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Reaching out to ARIN members about their RPKI INVALID prefixes
On Tue, Sep 18, 2018 at 12:04:19PM -0700, Owen DeLong wrote:
> > Perhaps said another way:
> > "How would you figure out what prefixes your bgp peer(s) should be sending you?"
> > (in an automatable, and verifiable manner)
> In theory, thatâ??s what IRRs are for.
You may be overlooking the fact that the semantics of an IRR route
object are subtly different than those of a RPKI ROA. The Prefix-to-AS
Mapping Database concept as introduced Section 2 of RFC 6811 is a huge
step forward compared to the (somewhat loosely defined) semantics of IRR
RPKI ROAs are more than "IRR with crypto": IRR objects are basically a
list of unverifiable attestations with no proof of termination. Whereas
when that same information is published through the RPKI, we now know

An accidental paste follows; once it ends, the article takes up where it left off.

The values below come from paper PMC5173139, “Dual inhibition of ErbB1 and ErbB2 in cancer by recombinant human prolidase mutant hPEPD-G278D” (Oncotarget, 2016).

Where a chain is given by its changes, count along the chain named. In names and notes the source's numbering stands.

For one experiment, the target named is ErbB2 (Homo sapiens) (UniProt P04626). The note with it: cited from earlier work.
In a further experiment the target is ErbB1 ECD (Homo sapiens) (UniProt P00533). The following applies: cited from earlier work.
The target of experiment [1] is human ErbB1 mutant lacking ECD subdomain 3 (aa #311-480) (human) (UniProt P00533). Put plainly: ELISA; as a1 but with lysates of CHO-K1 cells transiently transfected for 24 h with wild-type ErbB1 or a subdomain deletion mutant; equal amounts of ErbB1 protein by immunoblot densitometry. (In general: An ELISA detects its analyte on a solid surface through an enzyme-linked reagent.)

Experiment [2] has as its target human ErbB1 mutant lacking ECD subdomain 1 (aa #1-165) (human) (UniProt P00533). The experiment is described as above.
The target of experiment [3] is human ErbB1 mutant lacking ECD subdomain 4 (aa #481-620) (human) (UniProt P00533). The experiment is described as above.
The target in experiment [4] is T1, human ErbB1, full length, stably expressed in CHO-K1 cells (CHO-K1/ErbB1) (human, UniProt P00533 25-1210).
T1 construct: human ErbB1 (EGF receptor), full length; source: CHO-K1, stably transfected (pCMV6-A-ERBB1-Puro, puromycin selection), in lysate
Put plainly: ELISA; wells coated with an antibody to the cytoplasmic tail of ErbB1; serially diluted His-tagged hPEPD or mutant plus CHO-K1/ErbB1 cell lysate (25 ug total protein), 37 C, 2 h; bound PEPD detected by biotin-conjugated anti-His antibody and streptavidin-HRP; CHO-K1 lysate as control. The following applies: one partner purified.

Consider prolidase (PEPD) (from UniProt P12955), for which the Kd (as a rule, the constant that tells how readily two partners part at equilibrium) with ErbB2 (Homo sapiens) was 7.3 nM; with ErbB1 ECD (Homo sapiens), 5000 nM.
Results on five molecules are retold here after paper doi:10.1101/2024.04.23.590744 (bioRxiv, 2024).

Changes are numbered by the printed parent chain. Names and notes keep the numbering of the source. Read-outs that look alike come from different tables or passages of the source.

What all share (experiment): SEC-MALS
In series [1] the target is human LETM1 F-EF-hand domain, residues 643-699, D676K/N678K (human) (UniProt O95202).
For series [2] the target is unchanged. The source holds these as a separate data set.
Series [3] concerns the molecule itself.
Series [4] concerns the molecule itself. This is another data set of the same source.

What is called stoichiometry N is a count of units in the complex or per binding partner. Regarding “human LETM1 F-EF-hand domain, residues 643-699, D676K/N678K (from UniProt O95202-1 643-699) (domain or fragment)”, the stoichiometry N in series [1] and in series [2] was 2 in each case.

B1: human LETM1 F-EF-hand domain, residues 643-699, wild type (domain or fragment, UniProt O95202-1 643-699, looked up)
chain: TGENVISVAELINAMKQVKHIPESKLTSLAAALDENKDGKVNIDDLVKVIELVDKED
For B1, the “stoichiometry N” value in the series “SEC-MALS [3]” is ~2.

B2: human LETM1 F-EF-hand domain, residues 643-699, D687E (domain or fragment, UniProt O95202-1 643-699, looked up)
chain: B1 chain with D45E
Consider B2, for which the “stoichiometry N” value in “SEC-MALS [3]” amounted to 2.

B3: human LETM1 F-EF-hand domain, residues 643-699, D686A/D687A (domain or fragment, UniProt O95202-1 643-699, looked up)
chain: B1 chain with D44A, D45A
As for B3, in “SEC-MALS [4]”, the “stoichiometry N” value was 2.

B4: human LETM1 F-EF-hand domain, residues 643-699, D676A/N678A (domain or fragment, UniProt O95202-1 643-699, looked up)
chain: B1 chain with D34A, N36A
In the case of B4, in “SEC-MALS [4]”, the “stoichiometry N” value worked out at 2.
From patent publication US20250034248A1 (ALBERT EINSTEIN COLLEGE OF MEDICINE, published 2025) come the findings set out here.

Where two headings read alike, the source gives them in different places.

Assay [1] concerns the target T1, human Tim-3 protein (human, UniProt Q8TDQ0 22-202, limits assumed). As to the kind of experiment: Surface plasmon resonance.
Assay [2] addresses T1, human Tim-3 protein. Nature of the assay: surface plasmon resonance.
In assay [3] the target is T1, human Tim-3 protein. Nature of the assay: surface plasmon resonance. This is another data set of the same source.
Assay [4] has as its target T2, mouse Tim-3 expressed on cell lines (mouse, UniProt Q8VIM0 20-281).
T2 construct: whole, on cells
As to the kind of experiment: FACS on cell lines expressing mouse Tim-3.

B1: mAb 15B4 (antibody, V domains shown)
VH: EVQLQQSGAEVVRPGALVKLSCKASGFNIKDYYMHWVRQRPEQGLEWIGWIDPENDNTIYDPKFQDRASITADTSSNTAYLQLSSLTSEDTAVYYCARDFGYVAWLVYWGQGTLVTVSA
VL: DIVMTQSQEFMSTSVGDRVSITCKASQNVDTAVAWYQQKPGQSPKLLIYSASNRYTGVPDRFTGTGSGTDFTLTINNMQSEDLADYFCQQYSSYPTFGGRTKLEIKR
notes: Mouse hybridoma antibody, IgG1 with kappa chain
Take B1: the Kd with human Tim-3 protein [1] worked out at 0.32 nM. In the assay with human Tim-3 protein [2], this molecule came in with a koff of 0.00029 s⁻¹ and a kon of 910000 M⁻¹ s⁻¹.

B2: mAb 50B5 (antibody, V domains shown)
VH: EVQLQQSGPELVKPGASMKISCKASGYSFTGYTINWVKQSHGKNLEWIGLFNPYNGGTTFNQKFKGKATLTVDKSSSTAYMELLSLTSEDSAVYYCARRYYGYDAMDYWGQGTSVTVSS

two things: (1) the owner of the resource consented to the creation of
the object and (2) any BGP UPDATE that conflicts with covering RPKI ROAs
In other words, RPKI and the Prefix-to-AS validation procedure give us
much more definitive inputs for routing policies compared to what can be
derived from the IRR.
I simply view RPKI as a successor to the IRR system with some much
> In practice, while they offer better theoretical capabilities if
> stronger authentication were added, the current implementation and
> acceptance leaves much to be desired.
Luckily multiple projects are passing through the pipeline to reduce the
risk some IRRs represented.
Considering that RPKI and IRR will co-exist in one form or another for a
wihle it is encouraging to see success in patching loopholes.
> However, even in theory, RPKI offers nothing of particular benefit
> even in its best case of widespread implementation.
I can't really wrap my head around how you can arrive at such a
conclusion in light of all the information that has been provided to
you. So perhaps we'll have to agree to disagree.
RPKI is useful in context of a defense in depth strategy. If one
combines "peerlock" AS_PATH filters with origin validation the end
result is bullet proof. Even if NTT is the only one to deploy this
combination, the benefits are notable.